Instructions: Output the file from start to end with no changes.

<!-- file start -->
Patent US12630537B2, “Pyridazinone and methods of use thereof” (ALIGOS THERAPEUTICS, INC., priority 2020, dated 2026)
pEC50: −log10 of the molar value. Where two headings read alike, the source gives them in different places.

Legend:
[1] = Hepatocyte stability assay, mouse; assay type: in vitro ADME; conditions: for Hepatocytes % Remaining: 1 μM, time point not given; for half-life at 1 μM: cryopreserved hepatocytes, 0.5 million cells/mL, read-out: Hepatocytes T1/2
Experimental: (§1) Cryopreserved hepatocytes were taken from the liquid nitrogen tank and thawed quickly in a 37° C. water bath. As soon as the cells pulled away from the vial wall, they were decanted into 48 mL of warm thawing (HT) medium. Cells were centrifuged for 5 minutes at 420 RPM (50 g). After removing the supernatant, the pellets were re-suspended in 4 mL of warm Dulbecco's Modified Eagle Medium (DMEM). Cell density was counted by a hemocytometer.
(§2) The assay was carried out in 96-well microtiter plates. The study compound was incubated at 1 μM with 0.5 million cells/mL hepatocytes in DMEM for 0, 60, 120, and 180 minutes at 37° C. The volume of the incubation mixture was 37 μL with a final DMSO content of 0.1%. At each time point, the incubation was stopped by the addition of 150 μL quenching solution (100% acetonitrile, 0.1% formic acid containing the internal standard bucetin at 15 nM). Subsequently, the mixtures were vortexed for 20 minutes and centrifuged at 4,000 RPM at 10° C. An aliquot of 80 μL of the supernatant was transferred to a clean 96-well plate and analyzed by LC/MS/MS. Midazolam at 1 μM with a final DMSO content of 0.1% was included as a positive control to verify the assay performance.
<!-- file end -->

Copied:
Patent US12630537B2, “Pyridazinone and methods of use thereof” (ALIGOS THERAPEUTICS, INC., priority 2020, dated 2026)
pEC50: −log10 of the molar value. Where two headings read alike, the source gives them in different places.

Legend:
[1] = Hepatocyte stability assay, mouse; assay type: in vitro ADME; conditions: for Hepatocytes % Remaining: 1 μM, time point not given; for half-life at 1 μM: cryopreserved hepatocytes, 0.5 million cells/mL, read-out: Hepatocytes T1/2
Experimental: (§1) Cryopreserved hepatocytes were taken from the liquid nitrogen tank and thawed quickly in a 37° C. water bath. As soon as the cells pulled away from the vial wall, they were decanted into 48 mL of warm thawing (HT) medium. Cells were centrifuged for 5 minutes at 420 RPM (50 g). After removing the supernatant, the pellets were re-suspended in 4 mL of warm Dulbecco's Modified Eagle Medium (DMEM). Cell density was counted by a hemocytometer.
(§2) The assay was carried out in 96-well microtiter plates. The study compound was incubated at 1 μM with 0.5 million cells/mL hepatocytes in DMEM for 0, 60, 120, and 180 minutes at 37° C. The volume of the incubation mixture was 37 μL with a final DMSO content of 0.1%. At each time point, the incubation was stopped by the addition of 150 μL quenching solution (100% acetonitrile, 0.1% formic acid containing the internal standard bucetin at 15 nM). Subsequently, the mixtures were vortexed for 20 minutes and centrifuged at 4,000 RPM at 10° C. An aliquot of 80 μL of the supernatant was transferred to a clean 96-well plate and analyzed by LC/MS/MS. Midazolam at 1 μM with a final DMSO content of 0.1% was included as a positive control to verify the assay performance.